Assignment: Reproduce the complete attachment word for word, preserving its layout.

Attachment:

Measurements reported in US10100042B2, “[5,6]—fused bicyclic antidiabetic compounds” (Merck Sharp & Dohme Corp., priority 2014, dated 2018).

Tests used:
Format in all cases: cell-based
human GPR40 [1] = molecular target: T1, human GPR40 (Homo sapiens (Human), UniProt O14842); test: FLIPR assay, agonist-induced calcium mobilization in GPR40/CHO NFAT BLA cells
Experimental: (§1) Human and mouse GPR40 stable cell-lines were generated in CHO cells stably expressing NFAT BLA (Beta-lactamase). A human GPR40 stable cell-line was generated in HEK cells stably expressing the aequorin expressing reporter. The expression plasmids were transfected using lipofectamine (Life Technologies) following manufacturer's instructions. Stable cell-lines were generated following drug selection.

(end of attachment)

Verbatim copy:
Measurements reported in US10100042B2, “[5,6]—fused bicyclic antidiabetic compounds” (Merck Sharp & Dohme Corp., priority 2014, dated 2018).

Tests used:
Format in all cases: cell-based
human GPR40 [1] = molecular target: T1, human GPR40 (Homo sapiens (Human), UniProt O14842); test: FLIPR assay, agonist-induced calcium mobilization in GPR40/CHO NFAT BLA cells
Experimental: (§1) Human and mouse GPR40 stable cell-lines were generated in CHO cells stably expressing NFAT BLA (Beta-lactamase). A human GPR40 stable cell-line was generated in HEK cells stably expressing the aequorin expressing reporter. The expression plasmids were transfected using lipofectamine (Life Technologies) following manufacturer's instructions. Stable cell-lines were generated following drug selection.